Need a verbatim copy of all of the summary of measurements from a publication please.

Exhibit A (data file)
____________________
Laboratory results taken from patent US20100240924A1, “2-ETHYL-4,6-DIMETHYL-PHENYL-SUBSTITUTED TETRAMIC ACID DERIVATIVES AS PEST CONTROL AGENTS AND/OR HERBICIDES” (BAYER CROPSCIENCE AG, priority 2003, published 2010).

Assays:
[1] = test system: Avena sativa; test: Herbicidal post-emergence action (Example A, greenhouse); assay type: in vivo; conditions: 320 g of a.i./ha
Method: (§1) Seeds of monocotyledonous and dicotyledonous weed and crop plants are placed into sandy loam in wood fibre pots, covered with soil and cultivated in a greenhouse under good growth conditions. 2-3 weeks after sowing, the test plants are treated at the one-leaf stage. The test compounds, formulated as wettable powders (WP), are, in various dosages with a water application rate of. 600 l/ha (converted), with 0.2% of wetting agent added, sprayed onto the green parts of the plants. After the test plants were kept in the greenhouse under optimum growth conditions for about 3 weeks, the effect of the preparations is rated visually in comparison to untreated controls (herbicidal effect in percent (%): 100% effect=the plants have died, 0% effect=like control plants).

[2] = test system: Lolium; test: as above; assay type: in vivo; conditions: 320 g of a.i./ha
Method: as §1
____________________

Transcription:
Laboratory results taken from patent US20100240924A1, “2-ETHYL-4,6-DIMETHYL-PHENYL-SUBSTITUTED TETRAMIC ACID DERIVATIVES AS PEST CONTROL AGENTS AND/OR HERBICIDES” (BAYER CROPSCIENCE AG, priority 2003, published 2010).

Assays:
[1] = test system: Avena sativa; test: Herbicidal post-emergence action (Example A, greenhouse); assay type: in vivo; conditions: 320 g of a.i./ha
Method: (§1) Seeds of monocotyledonous and dicotyledonous weed and crop plants are placed into sandy loam in wood fibre pots, covered with soil and cultivated in a greenhouse under good growth conditions. 2-3 weeks after sowing, the test plants are treated at the one-leaf stage. The test compounds, formulated as wettable powders (WP), are, in various dosages with a water application rate of. 600 l/ha (converted), with 0.2% of wetting agent added, sprayed onto the green parts of the plants. After the test plants were kept in the greenhouse under optimum growth conditions for about 3 weeks, the effect of the preparations is rated visually in comparison to untreated controls (herbicidal effect in percent (%): 100% effect=the plants have died, 0% effect=like control plants).

[2] = test system: Lolium; test: as above; assay type: in vivo; conditions: 320 g of a.i./ha
Method: as §1